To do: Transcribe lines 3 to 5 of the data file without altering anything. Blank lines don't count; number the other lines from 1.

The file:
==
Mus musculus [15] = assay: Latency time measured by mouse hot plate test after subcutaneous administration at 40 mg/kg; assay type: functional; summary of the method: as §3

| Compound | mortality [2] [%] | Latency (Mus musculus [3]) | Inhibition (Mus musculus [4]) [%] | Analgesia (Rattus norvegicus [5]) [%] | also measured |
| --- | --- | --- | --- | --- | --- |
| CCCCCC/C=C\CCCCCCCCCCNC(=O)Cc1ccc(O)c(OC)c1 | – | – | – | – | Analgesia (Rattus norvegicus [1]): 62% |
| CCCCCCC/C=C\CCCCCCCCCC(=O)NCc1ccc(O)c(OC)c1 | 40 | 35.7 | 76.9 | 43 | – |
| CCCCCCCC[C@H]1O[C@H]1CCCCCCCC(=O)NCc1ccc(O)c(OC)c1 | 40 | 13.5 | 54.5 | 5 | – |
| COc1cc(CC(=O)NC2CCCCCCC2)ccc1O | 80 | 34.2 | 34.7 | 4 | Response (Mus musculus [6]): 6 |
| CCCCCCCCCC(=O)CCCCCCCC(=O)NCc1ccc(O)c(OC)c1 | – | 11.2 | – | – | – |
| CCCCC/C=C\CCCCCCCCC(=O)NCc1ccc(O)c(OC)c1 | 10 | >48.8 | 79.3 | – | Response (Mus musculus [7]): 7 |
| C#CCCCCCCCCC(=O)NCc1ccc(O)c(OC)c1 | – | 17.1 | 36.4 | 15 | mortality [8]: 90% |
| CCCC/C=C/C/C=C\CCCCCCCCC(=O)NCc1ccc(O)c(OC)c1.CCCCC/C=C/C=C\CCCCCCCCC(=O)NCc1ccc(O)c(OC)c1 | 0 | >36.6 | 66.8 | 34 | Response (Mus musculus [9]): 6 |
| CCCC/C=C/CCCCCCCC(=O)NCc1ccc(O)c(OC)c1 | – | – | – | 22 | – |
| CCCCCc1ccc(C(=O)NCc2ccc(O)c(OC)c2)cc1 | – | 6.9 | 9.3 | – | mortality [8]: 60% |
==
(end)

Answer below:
| --- | --- | --- | --- | --- | --- |
| CCCCCC/C=C\CCCCCCCCCCNC(=O)Cc1ccc(O)c(OC)c1 | – | – | – | – | Analgesia (Rattus norvegicus [1]): 62% |
| CCCCCCC/C=C\CCCCCCCCCC(=O)NCc1ccc(O)c(OC)c1 | 40 | 35.7 | 76.9 | 43 | – |